A dung beetle-inspired robotic model and its distributed sensor-driven control for walking and ball rolling
A typical approach when designing a bio-inspired robot is to simplify an animal model and to enhance the functionality of interest. For hexapod robots, this often leads to a need of supplementary mechanics to become multifunctional. However, a preferable solution is to employ the embodied multifunctional capabilities of the animal as inspiration for robot design. Using this approach, we present a method for translating the kinematic chain of a dung beetle from which an accurate kinematic model and a simplified one were simulated and compared. The beetle was selected due to its multifunctional locomotory capabilities including walking as well as standing on and rolling a ball. For testing the models, we developed a distributed sensor-driven controller that can generate walking and ball-rolling behaviors. A comparison of the two modeling approaches shows a similar performance with regards to walking stability and accuracy, but differences when it comes to speed and multifunctionality. This is because the accurate model is able to use its legs to walk faster and roll a ball, which the simplified one is not. In conclusion, the accurate model of a dung beetle-inspired robot is advantageous as it, together with our novel control mechanism, is able to elicit behaviors comparable to those of the real dung beetle (i.e., walking and rolling a dung ball).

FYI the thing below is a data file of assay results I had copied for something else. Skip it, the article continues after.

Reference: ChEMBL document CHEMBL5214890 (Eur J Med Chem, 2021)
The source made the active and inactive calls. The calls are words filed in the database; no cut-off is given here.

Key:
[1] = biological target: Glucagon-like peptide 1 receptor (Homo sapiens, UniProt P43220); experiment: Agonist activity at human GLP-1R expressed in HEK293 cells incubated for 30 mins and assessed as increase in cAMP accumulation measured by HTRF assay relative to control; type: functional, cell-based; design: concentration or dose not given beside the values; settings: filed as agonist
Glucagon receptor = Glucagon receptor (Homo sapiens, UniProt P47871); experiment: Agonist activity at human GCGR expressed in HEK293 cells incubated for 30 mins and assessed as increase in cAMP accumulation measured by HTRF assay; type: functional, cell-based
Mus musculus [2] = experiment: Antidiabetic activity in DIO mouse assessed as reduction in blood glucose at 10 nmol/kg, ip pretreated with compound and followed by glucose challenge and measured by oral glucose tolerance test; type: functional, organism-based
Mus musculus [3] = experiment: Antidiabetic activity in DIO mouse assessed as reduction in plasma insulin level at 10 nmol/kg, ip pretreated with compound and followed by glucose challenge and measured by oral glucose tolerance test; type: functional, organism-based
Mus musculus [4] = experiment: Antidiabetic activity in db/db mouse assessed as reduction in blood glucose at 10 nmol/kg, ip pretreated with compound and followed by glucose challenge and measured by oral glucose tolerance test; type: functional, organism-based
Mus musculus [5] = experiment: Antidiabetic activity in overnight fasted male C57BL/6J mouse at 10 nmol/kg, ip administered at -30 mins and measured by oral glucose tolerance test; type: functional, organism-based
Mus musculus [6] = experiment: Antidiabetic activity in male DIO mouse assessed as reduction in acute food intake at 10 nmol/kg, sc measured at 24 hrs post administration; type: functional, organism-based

KeywordsBio-inspired robotics Embodied AI Hexapod locomotion Object manipulation
This work was supported by the Human Frontier Science Program under grant agreement no. RGP0002/2017 and Center for BioRobotics (CBR) at University of Southern Denmark (SDU, Denmark). We express a deep sense of gratitude to John Hallam for his comments and proofreading.
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